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(Reuters) - The NFL said on Wednesday it was unaware of any of its officials obtaining a video five months ago showing former player Ray Rice knocking out his then-fiancee in an elevator, but it will "look into" a report that it received the clip in April.
A law enforcement official, speaking on the condition of anonymity, told the Associated Press he had sent the video of the February incident to a league official in April because he wanted the NFL to have it before deciding how to punish Rice.
The NFL has steadfastly insisted it had not seen the video until it went viral on Monday.
“We have no knowledge of this. We are not aware of anyone in our office who possessed or saw the video before it was made public on Monday," Greg Aiello, a spokesman for the National Football League, told Reuters. Even so, "we will look into it.”
The NFL suspended Rice indefinitely after the release of the video, taken inside an elevator in a New Jersey casino, saying the clip showed the violence of the incident. Rice's team, the Baltimore Ravens, also cut the three-time Pro Bowler.
Weeks earlier NFL Commissioner Roger Goodell suspended Rice for just two games, based on another video taken from a camera outside the elevator that showed him dragging an unconscious Janay Palmer, who he later married.
Critics of the league's handling of the incident contend that Goodell was too lenient in his initial punishment. Since the release of the new video, questions have surfaced over why the NFL was not able to obtain the clip before TMZ, the website that first aired it on Monday.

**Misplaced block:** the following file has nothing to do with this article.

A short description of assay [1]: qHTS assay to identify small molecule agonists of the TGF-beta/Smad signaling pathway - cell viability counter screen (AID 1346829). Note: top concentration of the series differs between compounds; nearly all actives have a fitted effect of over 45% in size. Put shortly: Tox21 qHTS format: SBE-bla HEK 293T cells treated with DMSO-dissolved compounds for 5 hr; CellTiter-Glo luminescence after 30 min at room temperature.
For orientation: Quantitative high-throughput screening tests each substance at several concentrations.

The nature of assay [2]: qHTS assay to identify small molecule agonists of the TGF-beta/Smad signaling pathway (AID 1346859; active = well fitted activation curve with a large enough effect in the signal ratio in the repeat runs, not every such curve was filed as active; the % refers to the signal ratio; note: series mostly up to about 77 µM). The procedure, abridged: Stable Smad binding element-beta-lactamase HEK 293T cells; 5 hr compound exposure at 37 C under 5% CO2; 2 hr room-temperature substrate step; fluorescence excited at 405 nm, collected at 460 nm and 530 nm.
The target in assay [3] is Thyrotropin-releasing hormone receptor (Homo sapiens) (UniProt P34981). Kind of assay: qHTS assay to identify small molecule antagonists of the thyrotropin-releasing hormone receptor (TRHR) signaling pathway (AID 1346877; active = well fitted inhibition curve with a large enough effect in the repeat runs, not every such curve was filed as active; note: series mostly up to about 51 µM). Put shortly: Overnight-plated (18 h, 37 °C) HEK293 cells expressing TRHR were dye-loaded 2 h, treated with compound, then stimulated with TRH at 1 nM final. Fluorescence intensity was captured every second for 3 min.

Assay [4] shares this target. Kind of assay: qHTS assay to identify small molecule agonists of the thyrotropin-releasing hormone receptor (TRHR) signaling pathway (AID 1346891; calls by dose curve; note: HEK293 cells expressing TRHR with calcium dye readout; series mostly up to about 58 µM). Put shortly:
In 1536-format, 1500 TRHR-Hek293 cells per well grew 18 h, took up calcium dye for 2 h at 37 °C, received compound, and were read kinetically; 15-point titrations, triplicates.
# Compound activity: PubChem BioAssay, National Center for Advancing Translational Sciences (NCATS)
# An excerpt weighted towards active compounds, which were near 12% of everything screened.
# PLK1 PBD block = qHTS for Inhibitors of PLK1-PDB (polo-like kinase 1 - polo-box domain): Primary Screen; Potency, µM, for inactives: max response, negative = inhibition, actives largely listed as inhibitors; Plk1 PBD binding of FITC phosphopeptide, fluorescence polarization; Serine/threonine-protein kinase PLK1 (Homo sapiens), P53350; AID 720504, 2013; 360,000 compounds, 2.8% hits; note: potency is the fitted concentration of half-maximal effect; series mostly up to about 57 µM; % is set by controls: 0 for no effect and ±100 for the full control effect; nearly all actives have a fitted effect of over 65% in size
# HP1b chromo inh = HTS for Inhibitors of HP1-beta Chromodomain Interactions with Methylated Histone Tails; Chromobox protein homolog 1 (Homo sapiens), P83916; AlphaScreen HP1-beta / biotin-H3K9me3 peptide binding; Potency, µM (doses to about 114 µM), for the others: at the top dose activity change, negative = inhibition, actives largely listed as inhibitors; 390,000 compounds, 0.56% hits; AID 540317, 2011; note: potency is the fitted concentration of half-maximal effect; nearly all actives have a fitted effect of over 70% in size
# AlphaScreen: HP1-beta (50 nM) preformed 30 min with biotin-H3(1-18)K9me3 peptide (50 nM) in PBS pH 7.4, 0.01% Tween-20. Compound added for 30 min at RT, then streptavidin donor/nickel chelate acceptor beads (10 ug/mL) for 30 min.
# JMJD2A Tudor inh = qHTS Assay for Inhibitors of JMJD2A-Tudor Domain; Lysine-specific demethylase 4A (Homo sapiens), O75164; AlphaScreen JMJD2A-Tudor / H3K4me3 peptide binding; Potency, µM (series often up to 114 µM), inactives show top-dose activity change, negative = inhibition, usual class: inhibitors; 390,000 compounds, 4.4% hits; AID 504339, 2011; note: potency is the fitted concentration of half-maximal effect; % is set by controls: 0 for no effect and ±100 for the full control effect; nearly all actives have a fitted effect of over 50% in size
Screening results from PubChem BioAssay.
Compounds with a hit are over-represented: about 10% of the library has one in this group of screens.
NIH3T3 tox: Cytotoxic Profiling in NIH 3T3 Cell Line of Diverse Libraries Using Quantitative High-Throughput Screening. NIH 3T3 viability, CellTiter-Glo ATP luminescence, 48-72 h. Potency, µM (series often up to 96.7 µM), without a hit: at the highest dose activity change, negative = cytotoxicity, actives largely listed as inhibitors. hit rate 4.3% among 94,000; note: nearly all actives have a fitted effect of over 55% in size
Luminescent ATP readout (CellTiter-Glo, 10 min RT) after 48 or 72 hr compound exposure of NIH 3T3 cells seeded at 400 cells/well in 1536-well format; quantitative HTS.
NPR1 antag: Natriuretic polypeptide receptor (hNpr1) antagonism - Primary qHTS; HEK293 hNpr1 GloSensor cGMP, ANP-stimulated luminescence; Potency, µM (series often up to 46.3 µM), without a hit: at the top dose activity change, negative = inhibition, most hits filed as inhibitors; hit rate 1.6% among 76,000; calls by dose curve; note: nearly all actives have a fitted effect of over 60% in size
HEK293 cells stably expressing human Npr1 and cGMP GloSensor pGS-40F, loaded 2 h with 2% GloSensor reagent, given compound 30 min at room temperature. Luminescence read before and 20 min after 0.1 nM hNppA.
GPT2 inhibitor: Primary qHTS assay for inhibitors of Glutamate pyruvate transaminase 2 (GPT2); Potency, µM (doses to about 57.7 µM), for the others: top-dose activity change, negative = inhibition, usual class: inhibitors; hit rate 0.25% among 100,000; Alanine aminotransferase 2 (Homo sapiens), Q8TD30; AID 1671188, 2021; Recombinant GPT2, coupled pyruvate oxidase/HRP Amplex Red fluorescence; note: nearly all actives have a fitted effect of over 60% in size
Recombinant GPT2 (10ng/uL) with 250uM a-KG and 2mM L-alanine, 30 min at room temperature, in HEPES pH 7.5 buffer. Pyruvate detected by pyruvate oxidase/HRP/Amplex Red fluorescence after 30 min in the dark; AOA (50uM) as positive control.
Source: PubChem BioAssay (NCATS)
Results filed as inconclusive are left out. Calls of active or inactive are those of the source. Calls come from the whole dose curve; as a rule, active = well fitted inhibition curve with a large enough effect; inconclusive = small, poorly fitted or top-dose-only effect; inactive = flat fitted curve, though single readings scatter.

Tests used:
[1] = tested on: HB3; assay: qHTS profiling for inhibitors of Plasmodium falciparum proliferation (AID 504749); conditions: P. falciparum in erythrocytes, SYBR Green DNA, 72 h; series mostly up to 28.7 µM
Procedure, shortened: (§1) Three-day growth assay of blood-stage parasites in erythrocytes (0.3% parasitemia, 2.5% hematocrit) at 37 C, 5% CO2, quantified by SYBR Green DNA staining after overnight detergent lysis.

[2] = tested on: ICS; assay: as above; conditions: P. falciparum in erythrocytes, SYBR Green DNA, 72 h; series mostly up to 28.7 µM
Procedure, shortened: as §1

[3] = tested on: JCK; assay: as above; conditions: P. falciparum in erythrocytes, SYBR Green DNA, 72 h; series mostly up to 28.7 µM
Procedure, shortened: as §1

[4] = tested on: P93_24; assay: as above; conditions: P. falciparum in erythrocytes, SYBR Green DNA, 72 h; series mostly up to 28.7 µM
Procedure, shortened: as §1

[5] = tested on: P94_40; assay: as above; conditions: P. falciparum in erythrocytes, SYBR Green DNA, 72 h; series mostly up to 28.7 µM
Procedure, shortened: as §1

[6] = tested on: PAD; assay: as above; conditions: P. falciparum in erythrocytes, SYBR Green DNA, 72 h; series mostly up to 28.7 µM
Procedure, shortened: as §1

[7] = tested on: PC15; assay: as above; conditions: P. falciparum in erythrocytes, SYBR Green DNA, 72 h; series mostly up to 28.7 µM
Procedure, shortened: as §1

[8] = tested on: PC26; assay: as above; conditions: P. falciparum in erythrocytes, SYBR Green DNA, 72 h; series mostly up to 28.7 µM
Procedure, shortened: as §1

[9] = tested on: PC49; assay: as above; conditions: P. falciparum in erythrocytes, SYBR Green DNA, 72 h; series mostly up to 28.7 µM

"If Goodell did see the video, which he says he didn't, then he should be fired," Washington Post columnist John Feinstein told Reuters. "If he didn't see the video, then he probably should be fired too - because he should have seen the video.
"He's guilty and everybody working around him is guilty for giving him terrible advice," Feinstein said.
Goodell serves at the behest of the NFL team owners, and there is no sign that they have lost confidence in his leadership. At least two, Robert Kraft of the New England Patriots and John Mara of the New York Giants, have voiced support for Goodell since Monday.
In a "CBS This Morning" interview that aired earlier on Wednesday, Goodell said he did not believe his job was on the line over his handling of the case, which has rekindled a national discussion over domestic abuse.
But Goodell, who has a reputation for being tough on players who break the rules, has conceded he didn't get it right by suspending Rice for just two games, and he later spelled out tougher policies for players involved in domestic abuse.
He said "people expect a lot from the NFL" and that he was still learning about domestic abuse.
"We accept that," Goodell said of the league's responsibility. "We embrace that. That's our opportunity to make a difference, not just in the NFL but in society in general."
The 55-year-old Goodell, who has been the NFL commissioner since 2006, has said he tried and failed to obtain the video from inside the elevator.
"On multiple occasions we asked for it," Goodell said. "And on multiple occasions we were told 'no.' I understand that there may be legal restrictions on them sharing that with us."
When told many people do not believe that, Goodell said, "It's a fact."
Rice, 27, was indicted by a grand jury in March on third-degree aggravated assault but the charge was dropped because Palmer declined to testify against him. He ultimately agreed to court-supervised counseling as part of a pre-trial intervention program.
Reporting by Steve Ginsburg in Washington; Writing by Frank McGurty; Editing by Sandra Maler and Eric Beech